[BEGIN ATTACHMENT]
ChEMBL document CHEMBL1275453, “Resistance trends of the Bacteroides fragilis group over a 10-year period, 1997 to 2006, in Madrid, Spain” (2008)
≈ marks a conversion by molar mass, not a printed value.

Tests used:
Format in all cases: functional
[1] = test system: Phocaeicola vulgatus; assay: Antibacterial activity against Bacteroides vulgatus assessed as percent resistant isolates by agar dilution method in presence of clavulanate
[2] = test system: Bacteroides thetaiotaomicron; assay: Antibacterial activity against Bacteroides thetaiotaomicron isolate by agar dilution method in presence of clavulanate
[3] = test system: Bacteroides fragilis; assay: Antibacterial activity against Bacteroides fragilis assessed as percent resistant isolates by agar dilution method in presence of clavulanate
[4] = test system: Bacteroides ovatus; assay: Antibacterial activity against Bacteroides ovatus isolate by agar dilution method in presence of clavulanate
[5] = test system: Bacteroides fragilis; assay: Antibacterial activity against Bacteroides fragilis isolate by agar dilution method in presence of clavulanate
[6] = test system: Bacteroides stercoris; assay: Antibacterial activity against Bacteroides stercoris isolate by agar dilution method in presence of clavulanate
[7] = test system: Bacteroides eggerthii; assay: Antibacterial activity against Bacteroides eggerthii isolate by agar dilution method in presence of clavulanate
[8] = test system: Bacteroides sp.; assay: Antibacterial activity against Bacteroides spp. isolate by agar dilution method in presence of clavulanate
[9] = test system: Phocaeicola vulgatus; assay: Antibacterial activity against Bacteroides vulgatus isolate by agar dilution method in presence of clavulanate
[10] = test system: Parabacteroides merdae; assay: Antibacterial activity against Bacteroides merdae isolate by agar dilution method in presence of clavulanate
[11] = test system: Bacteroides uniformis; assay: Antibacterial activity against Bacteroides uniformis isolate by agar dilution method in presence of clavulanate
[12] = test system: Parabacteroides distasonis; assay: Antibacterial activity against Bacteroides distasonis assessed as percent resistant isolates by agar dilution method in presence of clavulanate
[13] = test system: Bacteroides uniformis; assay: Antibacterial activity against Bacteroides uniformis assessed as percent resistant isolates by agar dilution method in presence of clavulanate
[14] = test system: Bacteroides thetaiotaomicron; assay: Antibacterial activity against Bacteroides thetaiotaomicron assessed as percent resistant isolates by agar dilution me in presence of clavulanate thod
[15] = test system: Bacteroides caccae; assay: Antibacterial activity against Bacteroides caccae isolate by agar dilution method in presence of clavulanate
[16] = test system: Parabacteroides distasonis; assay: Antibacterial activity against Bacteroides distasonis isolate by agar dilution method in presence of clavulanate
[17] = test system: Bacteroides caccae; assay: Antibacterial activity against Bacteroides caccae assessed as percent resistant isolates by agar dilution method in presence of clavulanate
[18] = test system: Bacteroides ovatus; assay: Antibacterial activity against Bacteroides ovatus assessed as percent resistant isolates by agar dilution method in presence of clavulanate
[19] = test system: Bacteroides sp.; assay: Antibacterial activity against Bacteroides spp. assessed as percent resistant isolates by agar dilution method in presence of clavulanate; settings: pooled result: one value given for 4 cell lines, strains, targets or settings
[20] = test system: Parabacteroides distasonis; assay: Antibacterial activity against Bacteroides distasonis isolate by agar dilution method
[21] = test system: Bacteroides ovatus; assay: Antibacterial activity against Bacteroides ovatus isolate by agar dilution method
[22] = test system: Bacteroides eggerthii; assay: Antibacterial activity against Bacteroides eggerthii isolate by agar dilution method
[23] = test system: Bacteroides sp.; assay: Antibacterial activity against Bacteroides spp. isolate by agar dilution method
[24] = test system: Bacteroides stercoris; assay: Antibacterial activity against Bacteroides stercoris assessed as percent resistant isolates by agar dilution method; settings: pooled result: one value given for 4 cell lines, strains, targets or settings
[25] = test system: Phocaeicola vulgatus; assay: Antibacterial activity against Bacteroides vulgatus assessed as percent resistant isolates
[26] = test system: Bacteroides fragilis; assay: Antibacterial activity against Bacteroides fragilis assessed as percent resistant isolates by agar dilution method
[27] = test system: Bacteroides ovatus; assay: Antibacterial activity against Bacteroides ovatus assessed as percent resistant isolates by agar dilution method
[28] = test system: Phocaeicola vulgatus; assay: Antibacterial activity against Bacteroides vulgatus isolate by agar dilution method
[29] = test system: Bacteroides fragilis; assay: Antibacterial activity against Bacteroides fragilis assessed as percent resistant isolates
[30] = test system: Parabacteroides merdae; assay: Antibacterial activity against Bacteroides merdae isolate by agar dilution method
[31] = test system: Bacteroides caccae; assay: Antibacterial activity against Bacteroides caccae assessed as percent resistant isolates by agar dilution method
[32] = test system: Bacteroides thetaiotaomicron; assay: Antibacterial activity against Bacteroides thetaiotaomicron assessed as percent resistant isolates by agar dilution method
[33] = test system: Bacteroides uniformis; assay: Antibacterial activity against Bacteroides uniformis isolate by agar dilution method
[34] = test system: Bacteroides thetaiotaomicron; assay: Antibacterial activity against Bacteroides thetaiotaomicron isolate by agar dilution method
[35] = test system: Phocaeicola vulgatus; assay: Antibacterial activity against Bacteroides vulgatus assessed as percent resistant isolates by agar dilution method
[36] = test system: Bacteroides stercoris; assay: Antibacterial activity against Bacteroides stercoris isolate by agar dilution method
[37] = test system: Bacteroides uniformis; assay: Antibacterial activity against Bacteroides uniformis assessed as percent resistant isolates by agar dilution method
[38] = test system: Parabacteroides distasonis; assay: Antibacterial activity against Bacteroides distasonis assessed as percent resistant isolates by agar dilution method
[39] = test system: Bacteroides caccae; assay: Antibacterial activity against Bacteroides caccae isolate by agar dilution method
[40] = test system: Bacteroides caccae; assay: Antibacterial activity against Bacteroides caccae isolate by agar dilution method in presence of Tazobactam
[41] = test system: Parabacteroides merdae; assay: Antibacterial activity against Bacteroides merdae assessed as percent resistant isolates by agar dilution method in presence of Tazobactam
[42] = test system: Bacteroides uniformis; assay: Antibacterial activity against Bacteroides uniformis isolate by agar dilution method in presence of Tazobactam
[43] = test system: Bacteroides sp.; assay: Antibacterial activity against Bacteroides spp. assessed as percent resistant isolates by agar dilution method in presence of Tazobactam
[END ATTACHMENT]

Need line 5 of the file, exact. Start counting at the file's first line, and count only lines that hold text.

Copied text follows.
[1] = test system: Phocaeicola vulgatus; assay: Antibacterial activity against Bacteroides vulgatus assessed as percent resistant isolates by agar dilution method in presence of clavulanate